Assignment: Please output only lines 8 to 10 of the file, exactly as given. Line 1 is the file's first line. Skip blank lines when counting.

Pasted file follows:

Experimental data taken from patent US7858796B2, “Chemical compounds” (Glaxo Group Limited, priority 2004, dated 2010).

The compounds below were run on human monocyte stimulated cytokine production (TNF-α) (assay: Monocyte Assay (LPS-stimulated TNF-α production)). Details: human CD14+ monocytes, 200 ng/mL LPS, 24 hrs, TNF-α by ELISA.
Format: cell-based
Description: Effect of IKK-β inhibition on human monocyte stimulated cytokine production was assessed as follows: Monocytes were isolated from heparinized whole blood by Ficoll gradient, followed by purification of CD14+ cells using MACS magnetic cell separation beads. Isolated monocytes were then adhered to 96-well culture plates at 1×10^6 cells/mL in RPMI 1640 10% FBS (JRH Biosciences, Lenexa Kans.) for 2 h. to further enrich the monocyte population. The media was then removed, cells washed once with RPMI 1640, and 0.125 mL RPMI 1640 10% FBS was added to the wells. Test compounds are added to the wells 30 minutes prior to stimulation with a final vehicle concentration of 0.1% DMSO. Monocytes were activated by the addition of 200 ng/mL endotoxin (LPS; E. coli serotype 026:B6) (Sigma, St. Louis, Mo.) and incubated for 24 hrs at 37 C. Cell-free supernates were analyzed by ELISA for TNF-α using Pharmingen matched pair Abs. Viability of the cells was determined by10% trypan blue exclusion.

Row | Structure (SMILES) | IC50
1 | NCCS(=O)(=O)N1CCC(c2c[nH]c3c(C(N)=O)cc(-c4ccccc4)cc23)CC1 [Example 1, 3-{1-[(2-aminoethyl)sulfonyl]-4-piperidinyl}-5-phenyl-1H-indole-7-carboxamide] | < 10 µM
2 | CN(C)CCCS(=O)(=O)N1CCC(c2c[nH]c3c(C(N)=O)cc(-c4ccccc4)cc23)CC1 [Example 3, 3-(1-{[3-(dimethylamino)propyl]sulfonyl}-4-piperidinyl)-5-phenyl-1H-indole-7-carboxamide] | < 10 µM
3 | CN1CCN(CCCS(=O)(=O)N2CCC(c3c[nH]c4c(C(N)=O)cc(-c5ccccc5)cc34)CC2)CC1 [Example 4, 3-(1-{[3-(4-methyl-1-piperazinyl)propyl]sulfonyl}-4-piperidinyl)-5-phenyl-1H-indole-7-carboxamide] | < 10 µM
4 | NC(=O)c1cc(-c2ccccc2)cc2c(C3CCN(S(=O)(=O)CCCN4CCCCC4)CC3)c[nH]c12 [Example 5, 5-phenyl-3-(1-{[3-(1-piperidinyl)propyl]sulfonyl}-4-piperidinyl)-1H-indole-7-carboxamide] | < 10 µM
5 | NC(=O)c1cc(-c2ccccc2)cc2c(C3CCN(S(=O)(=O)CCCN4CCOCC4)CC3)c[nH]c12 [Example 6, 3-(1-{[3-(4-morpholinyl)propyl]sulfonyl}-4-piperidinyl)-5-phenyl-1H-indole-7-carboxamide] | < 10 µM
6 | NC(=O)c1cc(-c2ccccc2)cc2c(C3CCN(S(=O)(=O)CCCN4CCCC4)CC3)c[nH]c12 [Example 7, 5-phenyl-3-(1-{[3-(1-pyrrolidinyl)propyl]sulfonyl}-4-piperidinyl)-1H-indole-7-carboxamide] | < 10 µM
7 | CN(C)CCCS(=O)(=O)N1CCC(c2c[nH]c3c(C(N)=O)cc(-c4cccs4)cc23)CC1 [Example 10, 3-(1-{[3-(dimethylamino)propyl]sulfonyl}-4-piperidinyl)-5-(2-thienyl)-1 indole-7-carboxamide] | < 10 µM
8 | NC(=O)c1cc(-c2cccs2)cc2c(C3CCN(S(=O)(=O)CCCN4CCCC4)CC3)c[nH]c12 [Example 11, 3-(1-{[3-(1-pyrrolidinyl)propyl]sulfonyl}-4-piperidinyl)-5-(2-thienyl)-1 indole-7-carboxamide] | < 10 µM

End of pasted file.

3 | CN1CCN(CCCS(=O)(=O)N2CCC(c3c[nH]c4c(C(N)=O)cc(-c5ccccc5)cc34)CC2)CC1 [Example 4, 3-(1-{[3-(4-methyl-1-piperazinyl)propyl]sulfonyl}-4-piperidinyl)-5-phenyl-1H-indole-7-carboxamide] | < 10 µM
4 | NC(=O)c1cc(-c2ccccc2)cc2c(C3CCN(S(=O)(=O)CCCN4CCCCC4)CC3)c[nH]c12 [Example 5, 5-phenyl-3-(1-{[3-(1-piperidinyl)propyl]sulfonyl}-4-piperidinyl)-1H-indole-7-carboxamide] | < 10 µM
5 | NC(=O)c1cc(-c2ccccc2)cc2c(C3CCN(S(=O)(=O)CCCN4CCOCC4)CC3)c[nH]c12 [Example 6, 3-(1-{[3-(4-morpholinyl)propyl]sulfonyl}-4-piperidinyl)-5-phenyl-1H-indole-7-carboxamide] | < 10 µM